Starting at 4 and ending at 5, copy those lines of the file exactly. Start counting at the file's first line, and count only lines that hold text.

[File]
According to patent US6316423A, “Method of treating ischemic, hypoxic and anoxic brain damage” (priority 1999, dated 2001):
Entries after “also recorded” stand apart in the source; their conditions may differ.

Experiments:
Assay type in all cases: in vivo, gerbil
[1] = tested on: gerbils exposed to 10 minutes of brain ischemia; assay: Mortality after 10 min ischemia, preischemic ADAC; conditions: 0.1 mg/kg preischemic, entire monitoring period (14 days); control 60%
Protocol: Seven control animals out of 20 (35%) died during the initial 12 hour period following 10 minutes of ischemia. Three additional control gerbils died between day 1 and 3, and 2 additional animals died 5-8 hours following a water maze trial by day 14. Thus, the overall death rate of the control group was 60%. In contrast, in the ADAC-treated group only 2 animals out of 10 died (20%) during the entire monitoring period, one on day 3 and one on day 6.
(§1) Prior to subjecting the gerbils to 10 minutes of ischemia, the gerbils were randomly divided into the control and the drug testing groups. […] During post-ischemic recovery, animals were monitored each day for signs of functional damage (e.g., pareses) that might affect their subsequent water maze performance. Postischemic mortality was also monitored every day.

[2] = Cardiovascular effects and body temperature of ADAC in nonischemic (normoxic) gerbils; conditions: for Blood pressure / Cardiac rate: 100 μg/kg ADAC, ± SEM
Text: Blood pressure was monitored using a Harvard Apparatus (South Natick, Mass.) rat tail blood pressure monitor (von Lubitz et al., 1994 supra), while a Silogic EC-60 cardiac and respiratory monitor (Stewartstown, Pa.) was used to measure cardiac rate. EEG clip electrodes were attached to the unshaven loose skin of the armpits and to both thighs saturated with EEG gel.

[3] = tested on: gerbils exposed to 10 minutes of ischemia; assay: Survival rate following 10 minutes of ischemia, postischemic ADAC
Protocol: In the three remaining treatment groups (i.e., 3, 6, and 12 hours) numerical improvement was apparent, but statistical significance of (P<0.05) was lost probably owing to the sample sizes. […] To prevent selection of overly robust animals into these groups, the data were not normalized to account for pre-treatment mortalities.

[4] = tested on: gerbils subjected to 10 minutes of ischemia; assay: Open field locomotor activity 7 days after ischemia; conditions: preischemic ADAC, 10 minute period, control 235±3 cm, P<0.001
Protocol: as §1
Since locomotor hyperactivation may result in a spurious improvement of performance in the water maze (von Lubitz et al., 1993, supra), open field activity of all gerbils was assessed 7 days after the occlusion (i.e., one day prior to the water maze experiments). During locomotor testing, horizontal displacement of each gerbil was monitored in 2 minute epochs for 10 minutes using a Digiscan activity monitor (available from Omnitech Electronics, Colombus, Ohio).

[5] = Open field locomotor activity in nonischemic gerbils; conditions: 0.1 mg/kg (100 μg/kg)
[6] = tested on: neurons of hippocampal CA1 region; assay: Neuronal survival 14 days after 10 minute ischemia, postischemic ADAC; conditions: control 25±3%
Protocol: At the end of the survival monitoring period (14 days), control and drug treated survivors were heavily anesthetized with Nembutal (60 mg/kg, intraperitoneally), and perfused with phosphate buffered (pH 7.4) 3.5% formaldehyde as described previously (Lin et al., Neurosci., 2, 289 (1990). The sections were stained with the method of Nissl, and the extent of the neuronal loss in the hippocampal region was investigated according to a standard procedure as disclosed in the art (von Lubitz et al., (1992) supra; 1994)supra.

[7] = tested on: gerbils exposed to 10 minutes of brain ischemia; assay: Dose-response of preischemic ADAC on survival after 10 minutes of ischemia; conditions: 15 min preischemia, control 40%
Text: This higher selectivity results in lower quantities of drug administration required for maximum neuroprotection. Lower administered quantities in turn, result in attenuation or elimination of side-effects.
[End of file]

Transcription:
Assay type in all cases: in vivo, gerbil
[1] = tested on: gerbils exposed to 10 minutes of brain ischemia; assay: Mortality after 10 min ischemia, preischemic ADAC; conditions: 0.1 mg/kg preischemic, entire monitoring period (14 days); control 60%